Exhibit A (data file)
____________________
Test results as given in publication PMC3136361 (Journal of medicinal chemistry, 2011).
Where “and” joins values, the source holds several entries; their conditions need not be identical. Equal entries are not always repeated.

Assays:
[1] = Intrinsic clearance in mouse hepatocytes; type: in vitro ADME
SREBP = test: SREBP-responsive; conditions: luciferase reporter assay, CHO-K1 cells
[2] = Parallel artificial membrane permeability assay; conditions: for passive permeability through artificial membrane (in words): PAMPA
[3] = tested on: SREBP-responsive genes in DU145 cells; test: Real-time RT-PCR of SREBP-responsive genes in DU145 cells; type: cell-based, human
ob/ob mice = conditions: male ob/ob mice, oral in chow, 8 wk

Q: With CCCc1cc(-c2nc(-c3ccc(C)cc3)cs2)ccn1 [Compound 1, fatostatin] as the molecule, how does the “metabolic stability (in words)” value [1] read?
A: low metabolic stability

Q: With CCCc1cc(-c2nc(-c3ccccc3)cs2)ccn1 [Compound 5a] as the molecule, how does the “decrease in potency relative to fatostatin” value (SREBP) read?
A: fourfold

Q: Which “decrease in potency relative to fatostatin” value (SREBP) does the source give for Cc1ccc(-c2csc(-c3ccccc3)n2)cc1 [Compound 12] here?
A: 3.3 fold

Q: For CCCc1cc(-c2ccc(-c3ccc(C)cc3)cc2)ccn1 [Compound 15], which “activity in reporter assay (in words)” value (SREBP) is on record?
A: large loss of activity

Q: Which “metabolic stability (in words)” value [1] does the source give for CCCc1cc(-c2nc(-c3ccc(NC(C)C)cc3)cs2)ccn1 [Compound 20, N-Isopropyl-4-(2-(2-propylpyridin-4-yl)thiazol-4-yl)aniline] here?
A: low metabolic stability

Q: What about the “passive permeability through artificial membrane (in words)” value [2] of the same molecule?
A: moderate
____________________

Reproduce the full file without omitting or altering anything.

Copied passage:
Test results as given in publication PMC3136361 (Journal of medicinal chemistry, 2011).
Where “and” joins values, the source holds several entries; their conditions need not be identical. Equal entries are not always repeated.

Assays:
[1] = Intrinsic clearance in mouse hepatocytes; type: in vitro ADME
SREBP = test: SREBP-responsive; conditions: luciferase reporter assay, CHO-K1 cells
[2] = Parallel artificial membrane permeability assay; conditions: for passive permeability through artificial membrane (in words): PAMPA
[3] = tested on: SREBP-responsive genes in DU145 cells; test: Real-time RT-PCR of SREBP-responsive genes in DU145 cells; type: cell-based, human
ob/ob mice = conditions: male ob/ob mice, oral in chow, 8 wk

Q: With CCCc1cc(-c2nc(-c3ccc(C)cc3)cs2)ccn1 [Compound 1, fatostatin] as the molecule, how does the “metabolic stability (in words)” value [1] read?
A: low metabolic stability

Q: With CCCc1cc(-c2nc(-c3ccccc3)cs2)ccn1 [Compound 5a] as the molecule, how does the “decrease in potency relative to fatostatin” value (SREBP) read?
A: fourfold

Q: Which “decrease in potency relative to fatostatin” value (SREBP) does the source give for Cc1ccc(-c2csc(-c3ccccc3)n2)cc1 [Compound 12] here?
A: 3.3 fold

Q: For CCCc1cc(-c2ccc(-c3ccc(C)cc3)cc2)ccn1 [Compound 15], which “activity in reporter assay (in words)” value (SREBP) is on record?
A: large loss of activity

Q: Which “metabolic stability (in words)” value [1] does the source give for CCCc1cc(-c2nc(-c3ccc(NC(C)C)cc3)cs2)ccn1 [Compound 20, N-Isopropyl-4-(2-(2-propylpyridin-4-yl)thiazol-4-yl)aniline] here?
A: low metabolic stability

Q: What about the “passive permeability through artificial membrane (in words)” value [2] of the same molecule?
A: moderate